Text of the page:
A.N. Eshman, born near Mt. Pleasant, Tennessee, came to Nashville in 1905 from West Point, Mississippi. He was 40 years old, yet he had already served as Huntsville, Alabama’s superintendent of schools and as president of West Point’s Southern Female College. To the SFC campus in 1898 he had drawn a renowned speaker, William Jennings Bryan, who spoke to an audience of 5,000 there. In Nashville, Eshman bought 20 acres on the Nolensville Pike and built a 250-foot-long brick school building on a hill overlooking the pike. Like the SFC, it was a women’s school, which he named Radnor College.
Eshman was a Cumberland Presbyterian minister who, along with other dedicated leaders, fought to save the Cumberland Presbyterian Church from losing its identity after its 1906 merger with the Presbyterian Church, U.S.A. Thanks to the efforts of these men, the C. P. Church survived, though greatly diminished in size. A casualty of the merger was the Cumberland Presbyterian Publishing House, which had operated for many years on Nashville’s Cherry Street (today’s Fourth Avenue). In 1913 the Federal District Court in Nashville granted control of the publishing house to the Presbyterians, U.S.A. At that point Eshman did the work of the C.P. publishing house in his own printing plant on the campus of Radnor College. Cumberland Presbyterian publishing continued there until 1924, on what came to be called “Radnor Terrace” on McClellan Avenue. Today the church building of the Radnor Church of Christ is thought to sit approximately where the old printing plant stood.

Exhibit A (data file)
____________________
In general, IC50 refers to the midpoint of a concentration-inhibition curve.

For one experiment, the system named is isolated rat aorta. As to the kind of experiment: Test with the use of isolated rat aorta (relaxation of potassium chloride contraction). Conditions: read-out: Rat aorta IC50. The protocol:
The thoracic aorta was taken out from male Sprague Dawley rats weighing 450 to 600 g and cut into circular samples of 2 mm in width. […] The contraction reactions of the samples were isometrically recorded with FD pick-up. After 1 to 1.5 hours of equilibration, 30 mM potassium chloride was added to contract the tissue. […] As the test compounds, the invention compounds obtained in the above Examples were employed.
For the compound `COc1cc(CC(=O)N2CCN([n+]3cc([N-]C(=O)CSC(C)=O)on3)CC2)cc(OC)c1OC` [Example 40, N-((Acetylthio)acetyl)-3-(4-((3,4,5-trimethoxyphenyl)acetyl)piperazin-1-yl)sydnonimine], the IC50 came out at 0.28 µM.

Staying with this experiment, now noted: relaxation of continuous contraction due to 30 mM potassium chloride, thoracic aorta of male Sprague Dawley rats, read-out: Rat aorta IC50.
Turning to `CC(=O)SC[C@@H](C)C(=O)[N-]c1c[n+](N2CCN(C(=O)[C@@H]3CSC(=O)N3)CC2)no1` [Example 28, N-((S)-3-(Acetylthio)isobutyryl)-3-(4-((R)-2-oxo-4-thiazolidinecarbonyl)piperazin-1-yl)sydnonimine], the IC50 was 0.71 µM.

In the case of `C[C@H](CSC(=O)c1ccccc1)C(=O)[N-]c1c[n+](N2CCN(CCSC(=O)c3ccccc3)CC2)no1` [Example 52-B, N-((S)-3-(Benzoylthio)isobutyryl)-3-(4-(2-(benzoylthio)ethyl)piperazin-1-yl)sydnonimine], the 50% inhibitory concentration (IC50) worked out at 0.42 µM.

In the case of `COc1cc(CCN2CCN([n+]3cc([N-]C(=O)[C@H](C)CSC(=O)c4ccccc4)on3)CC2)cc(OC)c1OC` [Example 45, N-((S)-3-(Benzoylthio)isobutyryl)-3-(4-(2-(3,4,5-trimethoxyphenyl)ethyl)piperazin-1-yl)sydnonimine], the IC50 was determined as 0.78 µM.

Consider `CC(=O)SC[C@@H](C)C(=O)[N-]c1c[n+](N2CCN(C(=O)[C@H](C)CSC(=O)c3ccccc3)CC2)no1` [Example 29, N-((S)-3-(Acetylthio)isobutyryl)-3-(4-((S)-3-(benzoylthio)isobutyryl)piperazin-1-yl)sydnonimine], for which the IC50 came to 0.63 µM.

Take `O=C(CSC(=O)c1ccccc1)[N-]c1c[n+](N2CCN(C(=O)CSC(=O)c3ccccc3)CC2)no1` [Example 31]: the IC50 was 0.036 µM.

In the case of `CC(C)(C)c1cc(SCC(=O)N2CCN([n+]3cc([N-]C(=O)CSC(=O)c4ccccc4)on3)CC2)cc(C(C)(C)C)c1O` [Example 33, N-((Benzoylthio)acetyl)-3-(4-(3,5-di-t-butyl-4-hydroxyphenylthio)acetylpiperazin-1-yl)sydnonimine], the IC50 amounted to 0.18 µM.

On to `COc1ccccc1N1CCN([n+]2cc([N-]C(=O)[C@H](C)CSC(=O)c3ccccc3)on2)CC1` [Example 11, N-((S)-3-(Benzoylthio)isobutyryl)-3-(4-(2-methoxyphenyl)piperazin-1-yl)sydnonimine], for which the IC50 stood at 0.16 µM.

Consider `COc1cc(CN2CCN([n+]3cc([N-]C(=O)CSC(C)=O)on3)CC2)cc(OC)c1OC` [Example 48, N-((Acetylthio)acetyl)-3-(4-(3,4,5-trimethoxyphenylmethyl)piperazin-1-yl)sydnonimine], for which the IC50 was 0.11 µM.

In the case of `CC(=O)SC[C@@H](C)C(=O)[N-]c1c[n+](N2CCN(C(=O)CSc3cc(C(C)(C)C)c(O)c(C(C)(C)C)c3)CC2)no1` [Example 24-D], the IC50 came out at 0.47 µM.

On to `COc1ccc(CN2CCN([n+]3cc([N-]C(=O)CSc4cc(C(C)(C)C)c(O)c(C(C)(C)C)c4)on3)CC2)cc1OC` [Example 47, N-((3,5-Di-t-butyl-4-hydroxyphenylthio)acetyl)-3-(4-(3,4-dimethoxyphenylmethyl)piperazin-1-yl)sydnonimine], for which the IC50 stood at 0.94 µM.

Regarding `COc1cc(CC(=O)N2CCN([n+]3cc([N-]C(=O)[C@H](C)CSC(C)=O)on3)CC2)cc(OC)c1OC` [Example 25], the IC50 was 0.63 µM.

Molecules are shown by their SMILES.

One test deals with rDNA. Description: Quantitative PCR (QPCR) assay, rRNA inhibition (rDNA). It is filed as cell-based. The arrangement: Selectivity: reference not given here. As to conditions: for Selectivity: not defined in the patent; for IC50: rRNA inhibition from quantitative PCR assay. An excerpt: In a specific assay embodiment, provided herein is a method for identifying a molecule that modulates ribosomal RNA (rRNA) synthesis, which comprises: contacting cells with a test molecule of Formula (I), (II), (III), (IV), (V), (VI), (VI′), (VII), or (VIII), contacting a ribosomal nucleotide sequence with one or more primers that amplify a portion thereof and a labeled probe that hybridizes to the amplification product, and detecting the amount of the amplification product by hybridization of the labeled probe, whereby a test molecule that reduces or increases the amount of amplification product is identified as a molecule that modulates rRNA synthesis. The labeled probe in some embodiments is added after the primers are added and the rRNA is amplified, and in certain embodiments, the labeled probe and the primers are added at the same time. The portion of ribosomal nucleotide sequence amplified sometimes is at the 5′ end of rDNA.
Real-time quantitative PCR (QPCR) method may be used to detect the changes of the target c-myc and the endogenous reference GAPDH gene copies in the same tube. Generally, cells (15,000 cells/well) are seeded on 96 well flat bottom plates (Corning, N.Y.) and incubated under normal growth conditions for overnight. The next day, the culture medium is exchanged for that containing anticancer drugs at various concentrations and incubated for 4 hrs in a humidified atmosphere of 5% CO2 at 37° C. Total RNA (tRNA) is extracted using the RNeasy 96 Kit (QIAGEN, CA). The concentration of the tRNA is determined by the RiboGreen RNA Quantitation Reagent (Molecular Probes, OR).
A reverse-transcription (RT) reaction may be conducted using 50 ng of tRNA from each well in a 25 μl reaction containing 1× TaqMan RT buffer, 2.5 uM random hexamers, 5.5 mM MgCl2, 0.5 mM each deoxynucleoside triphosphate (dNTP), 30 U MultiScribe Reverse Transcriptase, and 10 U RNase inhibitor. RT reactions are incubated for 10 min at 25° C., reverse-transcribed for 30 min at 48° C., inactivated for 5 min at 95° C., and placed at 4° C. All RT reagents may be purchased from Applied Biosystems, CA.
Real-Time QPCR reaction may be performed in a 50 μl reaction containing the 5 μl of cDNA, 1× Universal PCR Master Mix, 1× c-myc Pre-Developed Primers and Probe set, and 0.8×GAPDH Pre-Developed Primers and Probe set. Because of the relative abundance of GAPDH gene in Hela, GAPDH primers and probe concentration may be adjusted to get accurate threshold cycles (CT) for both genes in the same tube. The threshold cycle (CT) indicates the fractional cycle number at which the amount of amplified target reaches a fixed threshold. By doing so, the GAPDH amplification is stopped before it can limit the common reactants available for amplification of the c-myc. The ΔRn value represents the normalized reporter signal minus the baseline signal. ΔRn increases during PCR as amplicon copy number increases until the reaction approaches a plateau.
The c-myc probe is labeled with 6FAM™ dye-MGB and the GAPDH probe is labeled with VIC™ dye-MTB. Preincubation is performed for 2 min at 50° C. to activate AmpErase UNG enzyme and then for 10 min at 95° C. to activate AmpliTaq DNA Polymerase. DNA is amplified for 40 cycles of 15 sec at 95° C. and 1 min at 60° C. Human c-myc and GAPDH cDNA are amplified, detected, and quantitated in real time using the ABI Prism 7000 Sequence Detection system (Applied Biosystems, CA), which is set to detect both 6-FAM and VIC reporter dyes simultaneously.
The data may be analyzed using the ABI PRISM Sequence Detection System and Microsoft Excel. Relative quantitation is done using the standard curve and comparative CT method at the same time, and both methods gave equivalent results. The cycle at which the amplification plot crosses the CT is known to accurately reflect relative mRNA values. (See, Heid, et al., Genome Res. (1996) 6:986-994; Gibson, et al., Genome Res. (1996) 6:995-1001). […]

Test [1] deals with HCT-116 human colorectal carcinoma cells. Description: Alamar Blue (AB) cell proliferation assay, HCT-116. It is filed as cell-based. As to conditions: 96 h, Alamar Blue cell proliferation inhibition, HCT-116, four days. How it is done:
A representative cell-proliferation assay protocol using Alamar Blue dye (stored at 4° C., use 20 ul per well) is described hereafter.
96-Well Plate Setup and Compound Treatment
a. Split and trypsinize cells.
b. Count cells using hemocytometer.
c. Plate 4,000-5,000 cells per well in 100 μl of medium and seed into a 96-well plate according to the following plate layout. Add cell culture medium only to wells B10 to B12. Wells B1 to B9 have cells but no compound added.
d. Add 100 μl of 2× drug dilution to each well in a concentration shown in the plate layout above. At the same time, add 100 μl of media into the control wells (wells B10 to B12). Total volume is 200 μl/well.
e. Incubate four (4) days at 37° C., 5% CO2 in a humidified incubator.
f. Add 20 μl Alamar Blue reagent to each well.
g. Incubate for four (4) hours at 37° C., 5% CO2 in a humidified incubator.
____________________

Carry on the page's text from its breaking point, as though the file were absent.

For reasons not fully understood today, Eshman closed Radnor College in 1914. No doubt a large factor was the death that May of his wife, Annie Bone Eshman, who had served as treasurer of the school. The rising popularity of co-education must also have contributed to the decision. Other local schools for females closed during this same era: Boscobel College in 1914, Buford College in 1920, Columbia’s Athenaeum college in 1907, and Franklin’s Tennessee Female College in 1913.
After closing the school Eshman converted the main building into apartments and subdivided the acreage into housing lots. He sold lot numbers 24 through 31 to the Board of Trustees of the Cumberland Presbyterian Theological Seminary, who were searching for a permanent location for a ministerial school. The Board did not use the site, however, and the C.P. Church continued to rely on its theological department at Bethel College in McKenzie, Tennessee. If fate had twisted in the other direction, we might today find imposing academic structures along McClellan Avenue and perhaps wrapping around onto Nolensville Pike.